Martin McGuinness – a leader and peacemaker

Martin McGuinness – a leader and peacemaker
Fr Joe McVeigh
He did more than most to take the gun out of Irish politics, writes Fr Joe McVeigh

Martin McGuinness will be forever remembered for his key role in building the peace after almost 30 years of violent conflict, when many had almost despaired of ever finding a peaceful way forward.

He will also be remembered for his close friendship with Dr Ian Paisley in the power-sharing Executive established under the terms of the 1998 Good Friday Agreement.

As a politician, his policy was always to show respect for those who were his political opponents. He remained firm in his republican belief in a reunified Ireland – but he always showed respect to those who differed.

He epitomised this in his attitude to Dr Paisley and to Britain’s Queen Elizabeth II. In this regard, he was, I believe, inspired by the example of African National Congress (ANC) leader Nelson Mandela in South Africa.

Martin was very critical of those who, after the ceasefire and the Good Friday Agreement, continued to use violence. This brought him into conflict with those, some of them former members of Sinn Féin, who never accepted the 1998 Agreement.

Martin became aware of his Irish identity from an early age and was conscious of the disastrous effects of partition and one-party unionist rule in his home city of Derry.

He was born in the Bogside where there was very high unemployment and deprivation. When the British reacted militarily to the civil rights campaign, Martin, like many others of his generation, joined the Provisional IRA to defend his people in the Bogside.

The event which had the biggest impact on him as a youth was Bloody Sunday in January 1972 when 13 unarmed civilians were shot dead by members of the British Parachute regiment. After that, he emerged as the leading republican in Derry and in 1973, along with Gerry Adams and others he was brought to London to engage in talks with the British government that might lead to a cessation of violence. Sadly, those talks came to nothing.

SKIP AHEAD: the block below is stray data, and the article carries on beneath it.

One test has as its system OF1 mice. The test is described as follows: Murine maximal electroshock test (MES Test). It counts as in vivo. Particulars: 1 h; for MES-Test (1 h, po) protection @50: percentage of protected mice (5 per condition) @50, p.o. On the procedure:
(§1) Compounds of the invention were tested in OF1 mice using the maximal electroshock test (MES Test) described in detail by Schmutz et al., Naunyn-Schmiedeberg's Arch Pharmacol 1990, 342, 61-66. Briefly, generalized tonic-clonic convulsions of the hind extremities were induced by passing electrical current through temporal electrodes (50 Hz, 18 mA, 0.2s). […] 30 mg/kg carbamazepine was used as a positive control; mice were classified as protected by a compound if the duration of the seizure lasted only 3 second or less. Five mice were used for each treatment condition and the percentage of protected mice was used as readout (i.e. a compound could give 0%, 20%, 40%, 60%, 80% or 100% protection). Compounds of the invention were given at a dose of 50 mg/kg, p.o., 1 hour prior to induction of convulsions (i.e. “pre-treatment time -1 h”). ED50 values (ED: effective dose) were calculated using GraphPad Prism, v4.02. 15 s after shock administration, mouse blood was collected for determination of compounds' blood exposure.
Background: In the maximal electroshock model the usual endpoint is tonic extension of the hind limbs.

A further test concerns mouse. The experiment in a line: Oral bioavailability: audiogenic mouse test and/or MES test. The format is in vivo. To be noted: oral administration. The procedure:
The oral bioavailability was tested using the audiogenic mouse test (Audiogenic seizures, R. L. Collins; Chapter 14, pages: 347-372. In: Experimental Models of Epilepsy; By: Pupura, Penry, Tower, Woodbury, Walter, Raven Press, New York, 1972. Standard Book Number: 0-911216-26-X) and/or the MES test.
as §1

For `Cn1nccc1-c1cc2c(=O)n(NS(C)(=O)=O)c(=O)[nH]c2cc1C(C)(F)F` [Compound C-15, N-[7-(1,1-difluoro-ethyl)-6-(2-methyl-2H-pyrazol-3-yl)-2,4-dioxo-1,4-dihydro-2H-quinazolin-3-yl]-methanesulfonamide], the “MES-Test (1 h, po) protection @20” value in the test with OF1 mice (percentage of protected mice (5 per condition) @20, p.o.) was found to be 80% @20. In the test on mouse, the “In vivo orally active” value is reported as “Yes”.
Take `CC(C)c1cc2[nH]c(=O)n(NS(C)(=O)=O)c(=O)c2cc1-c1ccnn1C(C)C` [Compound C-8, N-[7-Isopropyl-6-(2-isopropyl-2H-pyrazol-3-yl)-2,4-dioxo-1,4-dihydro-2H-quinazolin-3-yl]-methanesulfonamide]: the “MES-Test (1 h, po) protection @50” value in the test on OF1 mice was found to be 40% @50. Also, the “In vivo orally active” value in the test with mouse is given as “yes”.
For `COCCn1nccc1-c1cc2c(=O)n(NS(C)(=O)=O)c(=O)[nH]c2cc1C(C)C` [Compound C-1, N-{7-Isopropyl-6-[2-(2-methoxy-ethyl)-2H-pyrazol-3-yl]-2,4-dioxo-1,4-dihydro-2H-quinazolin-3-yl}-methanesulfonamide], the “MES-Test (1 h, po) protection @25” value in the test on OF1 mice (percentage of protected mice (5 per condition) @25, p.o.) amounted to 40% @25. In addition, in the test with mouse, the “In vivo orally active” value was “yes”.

Martin McGuinness was a proud Derry man with strong Donegal connections. His mother hailed from near Buncrana and he loved going there in his youth.

He enjoyed fishing and walking. Martin always dressed impeccably.

He had a striking resemblance to one Art Garfunkel. He was six foot plus tall and of slim build, athletic-looking and walked with a swagger. People were attracted to him – young working-class people especially.

Wherever he went there was a buzz as when he went around the country canvassing in the presidential election campaign in 2011.

The Martin McGuinness I knew was humble, personable and courageous.

I remember seeing him in Milltown Cemetery the day that the loyalist fanatic Michael Stone threw hand grenades into the mourners killing a number of people. Martin took charge and restored calm to a panicked crowd that day.

I was often amazed at his skill and composure in answering difficult questions on radio and television. He was both intelligent and articulate.

Martin McGuinness was one of the people mainly responsible for taking the gun out of Irish politics. He was a born leader. People looked up to him and trusted him. He was the man who pointed to a political way forward for republicanism.


He was the Sinn Féin leader who reached out to the unionists in order to begin a process of reconciliation. As deputy First Minister in the North’s Executive, Martin was always gracious, dignified and fair.

His symbolic gestures in reaching out to those who were once his enemies were made to promote the process of healing and reconciliation that is so badly needed.

On a personal note last November when the windows in my house were broken in a sectarian attack he was one of the first to phone up to express his outrage and horror. I have many fond memories of this wonderful man.

When he resigned as deputy First Minister last Christmas, I heard the kind words spoken by Ian Paisley Jnr about Martin McGuinness and his good wishes and expression of gratitude to him. I was not surprised since Martin had told me how well received he was at Dr Paisley’s wake by Eileen Paisley and the whole family.

I was pleasantly surprised at the amount of positive response from DUP quarters to Ian Jnr’s comments and pleasantly surprised at the genuine compliments paid to Martin McGuinness by many on the radio programme.

There is now hope for peace in a new Ireland, thanks to Martin and others who worked hard to achieve an end to militarism. Someone has compared Martin to Michael Collins. He certainly had that charisma they say that Collins had. He also had his great stamina.

He was bright and intelligent. He was a great family man, always close to his mother, father and siblings.

His wife, Bernie and their daughters and son and grandchildren were the most important people in his life.

They will miss him the most. May they get the strength to cope with their great loss. Suaimhneas Siorraí.

Ar dhéis Dé go raibh a anam uasal.

Fermanagh-based priest Fr Joe McVeigh is a justice campaigner and a close friend of Martin McGuinness.